We receive regular reports from our posts in Tel Aviv and Jerusalem on settlement activity on the west bank. We were concerned to hear on 22 February of moves to legalise existing housing in Shvut Rachel and Shilo, both of which are deep within the west bank, but we acknowledge that those were the first such announcements this year.
I thank my hon. Friend for that answer. Is he aware of the campaign, supported by many of my constituents, to prevent the illegal demolitions in Silwan neighbourhood and the village of al-Aqaba? Will he pledge to continue to raise this important issue with his Israeli counterparts?
Yes, I spoke to the Israeli ambassador on 23 February about our concerns about the demolitions. We will continue to raise that issue. There have been a number of more positive moves over the past few months. I understand that some of the demolitions suggested in the Bedouin area of E1 have now been suspended, which we believe is good progress, as is the decision not to demolish the school at Khan al-Ahmar that I visited a short time ago.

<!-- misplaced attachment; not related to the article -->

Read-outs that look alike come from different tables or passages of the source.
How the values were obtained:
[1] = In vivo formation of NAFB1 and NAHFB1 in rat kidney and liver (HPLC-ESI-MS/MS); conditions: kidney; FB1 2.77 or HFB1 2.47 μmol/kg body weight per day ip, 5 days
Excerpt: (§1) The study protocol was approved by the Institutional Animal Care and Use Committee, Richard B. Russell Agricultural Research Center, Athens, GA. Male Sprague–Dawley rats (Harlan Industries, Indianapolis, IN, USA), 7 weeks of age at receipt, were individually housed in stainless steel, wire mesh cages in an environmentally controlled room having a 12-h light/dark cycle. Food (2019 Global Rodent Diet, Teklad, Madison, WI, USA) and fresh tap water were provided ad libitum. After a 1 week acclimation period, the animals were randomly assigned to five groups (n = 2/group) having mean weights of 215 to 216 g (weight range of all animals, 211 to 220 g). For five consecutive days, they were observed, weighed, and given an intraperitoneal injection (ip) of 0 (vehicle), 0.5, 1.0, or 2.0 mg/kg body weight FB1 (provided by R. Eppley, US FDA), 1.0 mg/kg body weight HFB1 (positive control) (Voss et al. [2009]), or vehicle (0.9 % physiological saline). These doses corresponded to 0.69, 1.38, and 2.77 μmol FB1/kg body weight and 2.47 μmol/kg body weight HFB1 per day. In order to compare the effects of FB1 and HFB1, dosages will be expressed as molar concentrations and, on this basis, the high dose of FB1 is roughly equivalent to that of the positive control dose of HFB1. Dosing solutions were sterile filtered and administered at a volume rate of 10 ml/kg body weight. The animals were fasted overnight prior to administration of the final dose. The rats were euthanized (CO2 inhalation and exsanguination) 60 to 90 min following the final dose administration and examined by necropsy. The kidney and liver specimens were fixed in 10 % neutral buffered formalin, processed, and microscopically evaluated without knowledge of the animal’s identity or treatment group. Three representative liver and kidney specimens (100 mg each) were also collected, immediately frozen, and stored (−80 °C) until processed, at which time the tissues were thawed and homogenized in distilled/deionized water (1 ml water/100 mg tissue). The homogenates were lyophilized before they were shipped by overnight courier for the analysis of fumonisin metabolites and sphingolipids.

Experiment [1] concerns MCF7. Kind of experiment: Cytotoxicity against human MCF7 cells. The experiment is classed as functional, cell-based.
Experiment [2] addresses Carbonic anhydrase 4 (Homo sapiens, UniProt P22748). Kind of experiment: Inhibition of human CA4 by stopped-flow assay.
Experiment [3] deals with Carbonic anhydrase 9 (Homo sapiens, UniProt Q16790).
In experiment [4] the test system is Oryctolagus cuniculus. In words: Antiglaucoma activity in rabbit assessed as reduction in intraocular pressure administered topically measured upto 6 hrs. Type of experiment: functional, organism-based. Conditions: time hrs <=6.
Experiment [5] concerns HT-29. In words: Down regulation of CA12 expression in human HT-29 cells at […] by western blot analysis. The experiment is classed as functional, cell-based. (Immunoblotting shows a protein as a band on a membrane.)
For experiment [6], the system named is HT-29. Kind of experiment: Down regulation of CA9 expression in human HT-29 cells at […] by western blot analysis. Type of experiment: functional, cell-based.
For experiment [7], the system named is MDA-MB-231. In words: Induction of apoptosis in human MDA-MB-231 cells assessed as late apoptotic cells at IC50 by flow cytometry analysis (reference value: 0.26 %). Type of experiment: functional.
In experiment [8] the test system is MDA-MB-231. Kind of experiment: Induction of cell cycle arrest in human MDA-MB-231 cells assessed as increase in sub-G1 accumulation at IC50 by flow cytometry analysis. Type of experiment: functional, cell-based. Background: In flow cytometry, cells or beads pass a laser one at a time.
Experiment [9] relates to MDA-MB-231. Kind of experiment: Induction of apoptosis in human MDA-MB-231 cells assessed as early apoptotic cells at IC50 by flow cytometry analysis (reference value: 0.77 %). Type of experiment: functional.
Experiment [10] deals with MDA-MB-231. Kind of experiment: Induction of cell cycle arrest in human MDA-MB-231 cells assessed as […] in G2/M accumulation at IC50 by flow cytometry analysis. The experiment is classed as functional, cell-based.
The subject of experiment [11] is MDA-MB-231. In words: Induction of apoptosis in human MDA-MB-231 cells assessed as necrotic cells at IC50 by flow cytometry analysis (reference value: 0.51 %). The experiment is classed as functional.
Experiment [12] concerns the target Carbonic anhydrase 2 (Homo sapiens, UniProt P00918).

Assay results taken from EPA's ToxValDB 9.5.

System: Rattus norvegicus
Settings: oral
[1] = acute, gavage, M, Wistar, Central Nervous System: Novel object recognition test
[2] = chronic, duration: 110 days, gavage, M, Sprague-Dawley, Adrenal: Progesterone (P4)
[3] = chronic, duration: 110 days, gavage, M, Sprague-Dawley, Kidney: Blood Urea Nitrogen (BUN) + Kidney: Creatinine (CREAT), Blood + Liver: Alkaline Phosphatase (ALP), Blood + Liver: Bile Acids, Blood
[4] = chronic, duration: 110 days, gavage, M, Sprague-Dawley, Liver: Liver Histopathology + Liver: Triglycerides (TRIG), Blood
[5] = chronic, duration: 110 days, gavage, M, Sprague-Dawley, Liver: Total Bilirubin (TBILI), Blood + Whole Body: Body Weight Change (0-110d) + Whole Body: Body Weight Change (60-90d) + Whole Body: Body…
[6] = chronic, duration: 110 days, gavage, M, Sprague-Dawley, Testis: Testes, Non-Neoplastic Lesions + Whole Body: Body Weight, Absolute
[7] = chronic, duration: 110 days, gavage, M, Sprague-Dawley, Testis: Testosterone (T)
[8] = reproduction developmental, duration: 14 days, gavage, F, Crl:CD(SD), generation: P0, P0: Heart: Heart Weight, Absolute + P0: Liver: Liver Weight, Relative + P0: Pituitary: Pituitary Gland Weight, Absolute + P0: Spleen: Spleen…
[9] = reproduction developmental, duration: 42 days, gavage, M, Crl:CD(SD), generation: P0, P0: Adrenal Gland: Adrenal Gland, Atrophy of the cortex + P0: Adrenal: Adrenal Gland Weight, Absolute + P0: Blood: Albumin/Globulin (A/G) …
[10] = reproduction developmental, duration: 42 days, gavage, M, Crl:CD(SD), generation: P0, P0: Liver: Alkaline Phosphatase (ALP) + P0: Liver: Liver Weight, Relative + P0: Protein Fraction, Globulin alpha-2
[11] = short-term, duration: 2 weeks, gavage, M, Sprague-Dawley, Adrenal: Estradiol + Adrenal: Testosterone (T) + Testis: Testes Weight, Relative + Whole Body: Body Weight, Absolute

Continued settlement activity on the west bank cannot be helpful in securing peace, but does the Minister believe that this is the only barrier to peace when the total withdrawal of all settlers in Gaza resulted in rule by Hamas and a continuing focus on attacks on Israeli settlements?
The hon. Lady rightly gives expression to the complexity of the situation in Israel and the difficulty surrounding the settlement issue, where one side sees it as an obstruction to progress but the other remembers what happened in relation to Gaza. The United Kingdom is firmly of the view that continued settlement expansion is an obstacle to peace, but that the confidence and security needed to create an overall settlement is essential between the two sides, which is why we welcome the continuing conversations in Oman between the Palestinian Authority and Israeli leaders.